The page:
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γε μήν, however: Aesch. Ag. 1378ἦλθε, σὺν χρόνῳ γε μήν”. The only ground for ἁγὼν rather than ἀγὼν is the trace of χ from the first hand in L: neither reading is intrinsically better than the other. Cp. El. 1491λόγων γὰρ οὐ νῦν ἐστιν ἁγών, ἀλλὰ σῆς ψυχῆς πέρι”. The word ἀγών is so far ambiguous that it does not necessarily mean a physical contest, but can mean an issue or crisis (Lat. discrimen, momentum). Plat. Rep. 608Bμέγας... ἀγὼν...τὸ χρηστὸν κακὸν γενέσθαι”.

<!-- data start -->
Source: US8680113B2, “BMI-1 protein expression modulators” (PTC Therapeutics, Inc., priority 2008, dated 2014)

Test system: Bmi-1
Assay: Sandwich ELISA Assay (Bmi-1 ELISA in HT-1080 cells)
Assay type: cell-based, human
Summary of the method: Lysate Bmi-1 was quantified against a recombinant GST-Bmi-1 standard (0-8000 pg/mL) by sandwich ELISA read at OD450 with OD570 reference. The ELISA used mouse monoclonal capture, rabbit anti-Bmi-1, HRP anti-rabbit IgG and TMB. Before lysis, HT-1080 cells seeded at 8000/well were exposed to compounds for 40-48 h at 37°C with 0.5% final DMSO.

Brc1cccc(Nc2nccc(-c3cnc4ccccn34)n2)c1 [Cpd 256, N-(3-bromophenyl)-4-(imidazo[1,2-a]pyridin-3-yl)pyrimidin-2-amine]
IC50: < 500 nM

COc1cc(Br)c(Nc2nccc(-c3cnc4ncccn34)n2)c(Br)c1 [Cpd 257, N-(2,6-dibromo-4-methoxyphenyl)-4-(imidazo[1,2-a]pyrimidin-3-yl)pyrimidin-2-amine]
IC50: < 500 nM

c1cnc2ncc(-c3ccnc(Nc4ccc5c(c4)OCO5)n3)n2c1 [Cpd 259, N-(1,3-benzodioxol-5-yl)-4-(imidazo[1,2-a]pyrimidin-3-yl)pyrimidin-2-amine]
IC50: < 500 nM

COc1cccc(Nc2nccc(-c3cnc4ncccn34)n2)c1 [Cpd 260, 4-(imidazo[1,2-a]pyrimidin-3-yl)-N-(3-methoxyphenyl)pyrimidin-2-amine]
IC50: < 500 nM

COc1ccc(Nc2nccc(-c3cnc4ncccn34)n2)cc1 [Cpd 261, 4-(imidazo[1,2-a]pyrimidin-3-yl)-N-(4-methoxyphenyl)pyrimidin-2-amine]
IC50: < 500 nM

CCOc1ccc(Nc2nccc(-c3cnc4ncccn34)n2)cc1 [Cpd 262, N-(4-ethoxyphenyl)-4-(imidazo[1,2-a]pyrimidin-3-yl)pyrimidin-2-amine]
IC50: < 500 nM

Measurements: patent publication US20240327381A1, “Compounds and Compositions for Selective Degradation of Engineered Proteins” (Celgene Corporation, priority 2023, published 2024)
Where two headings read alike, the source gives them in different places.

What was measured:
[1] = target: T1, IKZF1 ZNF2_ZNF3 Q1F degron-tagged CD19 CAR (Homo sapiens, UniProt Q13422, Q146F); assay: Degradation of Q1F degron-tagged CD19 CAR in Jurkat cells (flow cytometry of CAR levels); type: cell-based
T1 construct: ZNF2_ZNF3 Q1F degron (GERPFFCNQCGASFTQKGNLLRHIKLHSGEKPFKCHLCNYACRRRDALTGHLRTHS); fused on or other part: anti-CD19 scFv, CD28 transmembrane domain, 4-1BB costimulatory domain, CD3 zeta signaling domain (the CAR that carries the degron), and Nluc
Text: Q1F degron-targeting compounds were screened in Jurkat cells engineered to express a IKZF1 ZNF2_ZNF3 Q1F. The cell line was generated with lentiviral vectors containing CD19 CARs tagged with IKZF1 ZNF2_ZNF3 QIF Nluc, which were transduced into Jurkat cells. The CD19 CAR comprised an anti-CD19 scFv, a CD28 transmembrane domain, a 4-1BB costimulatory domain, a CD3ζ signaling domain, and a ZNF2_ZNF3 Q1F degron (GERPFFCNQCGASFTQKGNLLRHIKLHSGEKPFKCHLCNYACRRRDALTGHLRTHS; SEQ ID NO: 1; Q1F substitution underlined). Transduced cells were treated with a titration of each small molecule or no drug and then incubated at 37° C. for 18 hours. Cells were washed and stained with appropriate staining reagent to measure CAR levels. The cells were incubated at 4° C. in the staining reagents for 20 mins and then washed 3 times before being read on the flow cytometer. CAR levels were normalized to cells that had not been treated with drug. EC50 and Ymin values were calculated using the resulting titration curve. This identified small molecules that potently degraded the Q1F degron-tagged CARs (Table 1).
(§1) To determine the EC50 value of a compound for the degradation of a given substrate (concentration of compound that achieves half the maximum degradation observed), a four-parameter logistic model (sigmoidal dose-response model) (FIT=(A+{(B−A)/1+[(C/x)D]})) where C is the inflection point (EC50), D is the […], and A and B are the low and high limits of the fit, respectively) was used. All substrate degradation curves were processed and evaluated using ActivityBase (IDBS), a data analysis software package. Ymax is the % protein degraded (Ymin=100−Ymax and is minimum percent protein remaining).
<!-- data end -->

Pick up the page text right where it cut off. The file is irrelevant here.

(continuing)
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hide References (3 total)
  • Commentary references from this page (3):
    • Plato, Republic, 608b
    • Sophocles, Electra, 1491
    • Aeschylus, Agamemnon, 1378
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